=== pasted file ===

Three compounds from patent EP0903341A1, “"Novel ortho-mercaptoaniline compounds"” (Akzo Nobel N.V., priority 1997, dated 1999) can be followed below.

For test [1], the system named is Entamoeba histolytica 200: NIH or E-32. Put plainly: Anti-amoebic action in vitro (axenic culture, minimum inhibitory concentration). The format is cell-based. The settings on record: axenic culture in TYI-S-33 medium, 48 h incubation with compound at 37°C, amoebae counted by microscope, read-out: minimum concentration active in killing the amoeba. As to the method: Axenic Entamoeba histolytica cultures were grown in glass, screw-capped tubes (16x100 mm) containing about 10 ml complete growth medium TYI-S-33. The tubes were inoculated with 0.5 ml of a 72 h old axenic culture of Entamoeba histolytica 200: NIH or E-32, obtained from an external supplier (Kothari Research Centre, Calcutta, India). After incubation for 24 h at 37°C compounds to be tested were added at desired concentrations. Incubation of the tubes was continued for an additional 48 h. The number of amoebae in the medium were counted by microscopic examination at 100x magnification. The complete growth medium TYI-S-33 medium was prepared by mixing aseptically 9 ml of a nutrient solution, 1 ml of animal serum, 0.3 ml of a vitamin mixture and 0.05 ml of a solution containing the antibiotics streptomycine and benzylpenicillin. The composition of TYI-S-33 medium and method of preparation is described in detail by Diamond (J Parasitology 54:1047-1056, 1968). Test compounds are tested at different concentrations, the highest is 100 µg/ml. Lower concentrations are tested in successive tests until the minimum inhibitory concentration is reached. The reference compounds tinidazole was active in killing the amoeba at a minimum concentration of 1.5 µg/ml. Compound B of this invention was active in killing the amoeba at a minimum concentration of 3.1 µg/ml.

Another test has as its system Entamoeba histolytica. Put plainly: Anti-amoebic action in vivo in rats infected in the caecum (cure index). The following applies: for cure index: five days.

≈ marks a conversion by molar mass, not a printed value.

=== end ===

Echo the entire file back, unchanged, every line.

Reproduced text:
Three compounds from patent EP0903341A1, “"Novel ortho-mercaptoaniline compounds"” (Akzo Nobel N.V., priority 1997, dated 1999) can be followed below.

For test [1], the system named is Entamoeba histolytica 200: NIH or E-32. Put plainly: Anti-amoebic action in vitro (axenic culture, minimum inhibitory concentration). The format is cell-based. The settings on record: axenic culture in TYI-S-33 medium, 48 h incubation with compound at 37°C, amoebae counted by microscope, read-out: minimum concentration active in killing the amoeba. As to the method: Axenic Entamoeba histolytica cultures were grown in glass, screw-capped tubes (16x100 mm) containing about 10 ml complete growth medium TYI-S-33. The tubes were inoculated with 0.5 ml of a 72 h old axenic culture of Entamoeba histolytica 200: NIH or E-32, obtained from an external supplier (Kothari Research Centre, Calcutta, India). After incubation for 24 h at 37°C compounds to be tested were added at desired concentrations. Incubation of the tubes was continued for an additional 48 h. The number of amoebae in the medium were counted by microscopic examination at 100x magnification. The complete growth medium TYI-S-33 medium was prepared by mixing aseptically 9 ml of a nutrient solution, 1 ml of animal serum, 0.3 ml of a vitamin mixture and 0.05 ml of a solution containing the antibiotics streptomycine and benzylpenicillin. The composition of TYI-S-33 medium and method of preparation is described in detail by Diamond (J Parasitology 54:1047-1056, 1968). Test compounds are tested at different concentrations, the highest is 100 µg/ml. Lower concentrations are tested in successive tests until the minimum inhibitory concentration is reached. The reference compounds tinidazole was active in killing the amoeba at a minimum concentration of 1.5 µg/ml. Compound B of this invention was active in killing the amoeba at a minimum concentration of 3.1 µg/ml.

Another test has as its system Entamoeba histolytica. Put plainly: Anti-amoebic action in vivo in rats infected in the caecum (cure index). The following applies: for cure index: five days.

≈ marks a conversion by molar mass, not a printed value.